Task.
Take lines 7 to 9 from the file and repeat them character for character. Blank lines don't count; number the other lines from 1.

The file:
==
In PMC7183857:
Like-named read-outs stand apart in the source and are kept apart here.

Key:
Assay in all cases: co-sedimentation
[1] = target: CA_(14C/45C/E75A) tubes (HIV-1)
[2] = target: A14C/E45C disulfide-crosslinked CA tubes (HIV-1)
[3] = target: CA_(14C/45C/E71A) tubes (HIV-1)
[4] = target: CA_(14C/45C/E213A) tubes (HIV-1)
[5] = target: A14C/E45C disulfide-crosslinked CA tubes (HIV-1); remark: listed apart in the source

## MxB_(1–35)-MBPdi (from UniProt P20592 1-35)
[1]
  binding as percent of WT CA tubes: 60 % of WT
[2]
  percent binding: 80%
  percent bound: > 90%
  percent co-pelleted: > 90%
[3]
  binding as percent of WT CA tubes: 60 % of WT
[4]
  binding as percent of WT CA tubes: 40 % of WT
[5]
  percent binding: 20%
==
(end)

[3] = target: CA_(14C/45C/E71A) tubes (HIV-1)
[4] = target: CA_(14C/45C/E213A) tubes (HIV-1)
[5] = target: A14C/E45C disulfide-crosslinked CA tubes (HIV-1); remark: listed apart in the source